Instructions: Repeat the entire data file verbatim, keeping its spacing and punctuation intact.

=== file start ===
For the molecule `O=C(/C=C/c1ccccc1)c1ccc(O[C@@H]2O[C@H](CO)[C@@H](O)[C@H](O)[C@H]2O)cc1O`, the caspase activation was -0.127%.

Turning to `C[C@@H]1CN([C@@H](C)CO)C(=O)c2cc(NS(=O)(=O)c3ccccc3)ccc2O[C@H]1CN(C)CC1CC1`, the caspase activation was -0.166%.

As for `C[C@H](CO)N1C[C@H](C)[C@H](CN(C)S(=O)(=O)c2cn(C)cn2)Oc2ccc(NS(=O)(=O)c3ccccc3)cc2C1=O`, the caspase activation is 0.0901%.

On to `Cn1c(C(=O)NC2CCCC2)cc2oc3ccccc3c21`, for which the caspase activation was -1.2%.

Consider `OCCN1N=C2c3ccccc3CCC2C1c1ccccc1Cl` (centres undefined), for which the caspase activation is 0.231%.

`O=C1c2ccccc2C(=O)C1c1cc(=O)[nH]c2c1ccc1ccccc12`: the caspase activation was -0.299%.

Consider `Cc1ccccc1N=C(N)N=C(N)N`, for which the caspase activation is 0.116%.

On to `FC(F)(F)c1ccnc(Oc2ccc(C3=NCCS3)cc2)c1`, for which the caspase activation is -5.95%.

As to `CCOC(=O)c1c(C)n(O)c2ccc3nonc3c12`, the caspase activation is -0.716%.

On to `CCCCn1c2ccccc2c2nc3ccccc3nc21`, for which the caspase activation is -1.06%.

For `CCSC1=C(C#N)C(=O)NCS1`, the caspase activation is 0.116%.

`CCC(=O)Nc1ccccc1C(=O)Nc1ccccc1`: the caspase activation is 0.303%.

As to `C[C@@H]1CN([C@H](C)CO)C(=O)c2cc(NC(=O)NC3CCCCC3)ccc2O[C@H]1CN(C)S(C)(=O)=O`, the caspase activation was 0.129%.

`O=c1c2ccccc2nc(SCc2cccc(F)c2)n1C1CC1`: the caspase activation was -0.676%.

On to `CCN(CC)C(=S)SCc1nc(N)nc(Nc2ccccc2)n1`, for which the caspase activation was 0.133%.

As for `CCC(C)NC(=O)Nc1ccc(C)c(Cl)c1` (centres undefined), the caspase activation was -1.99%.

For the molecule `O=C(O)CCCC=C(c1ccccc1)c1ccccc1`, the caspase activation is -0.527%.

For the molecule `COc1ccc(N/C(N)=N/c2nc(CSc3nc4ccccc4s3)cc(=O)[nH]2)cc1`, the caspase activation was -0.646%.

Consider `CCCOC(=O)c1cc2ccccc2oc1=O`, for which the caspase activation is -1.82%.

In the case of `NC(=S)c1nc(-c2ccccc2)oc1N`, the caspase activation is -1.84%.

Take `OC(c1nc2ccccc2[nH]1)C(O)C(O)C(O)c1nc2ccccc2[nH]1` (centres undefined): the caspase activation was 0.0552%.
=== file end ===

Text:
For the molecule `O=C(/C=C/c1ccccc1)c1ccc(O[C@@H]2O[C@H](CO)[C@@H](O)[C@H](O)[C@H]2O)cc1O`, the caspase activation was -0.127%.

Turning to `C[C@@H]1CN([C@@H](C)CO)C(=O)c2cc(NS(=O)(=O)c3ccccc3)ccc2O[C@H]1CN(C)CC1CC1`, the caspase activation was -0.166%.

As for `C[C@H](CO)N1C[C@H](C)[C@H](CN(C)S(=O)(=O)c2cn(C)cn2)Oc2ccc(NS(=O)(=O)c3ccccc3)cc2C1=O`, the caspase activation is 0.0901%.

On to `Cn1c(C(=O)NC2CCCC2)cc2oc3ccccc3c21`, for which the caspase activation was -1.2%.

Consider `OCCN1N=C2c3ccccc3CCC2C1c1ccccc1Cl` (centres undefined), for which the caspase activation is 0.231%.

`O=C1c2ccccc2C(=O)C1c1cc(=O)[nH]c2c1ccc1ccccc12`: the caspase activation was -0.299%.

Consider `Cc1ccccc1N=C(N)N=C(N)N`, for which the caspase activation is 0.116%.

On to `FC(F)(F)c1ccnc(Oc2ccc(C3=NCCS3)cc2)c1`, for which the caspase activation is -5.95%.

As to `CCOC(=O)c1c(C)n(O)c2ccc3nonc3c12`, the caspase activation is -0.716%.

On to `CCCCn1c2ccccc2c2nc3ccccc3nc21`, for which the caspase activation is -1.06%.

For `CCSC1=C(C#N)C(=O)NCS1`, the caspase activation is 0.116%.

`CCC(=O)Nc1ccccc1C(=O)Nc1ccccc1`: the caspase activation is 0.303%.

As to `C[C@@H]1CN([C@H](C)CO)C(=O)c2cc(NC(=O)NC3CCCCC3)ccc2O[C@H]1CN(C)S(C)(=O)=O`, the caspase activation was 0.129%.

`O=c1c2ccccc2nc(SCc2cccc(F)c2)n1C1CC1`: the caspase activation was -0.676%.

On to `CCN(CC)C(=S)SCc1nc(N)nc(Nc2ccccc2)n1`, for which the caspase activation was 0.133%.

As for `CCC(C)NC(=O)Nc1ccc(C)c(Cl)c1` (centres undefined), the caspase activation was -1.99%.

For the molecule `O=C(O)CCCC=C(c1ccccc1)c1ccccc1`, the caspase activation is -0.527%.

For the molecule `COc1ccc(N/C(N)=N/c2nc(CSc3nc4ccccc4s3)cc(=O)[nH]2)cc1`, the caspase activation was -0.646%.

Consider `CCCOC(=O)c1cc2ccccc2oc1=O`, for which the caspase activation is -1.82%.

In the case of `NC(=S)c1nc(-c2ccccc2)oc1N`, the caspase activation is -1.84%.

Take `OC(c1nc2ccccc2[nH]1)C(O)C(O)C(O)c1nc2ccccc2[nH]1` (centres undefined): the caspase activation was 0.0552%.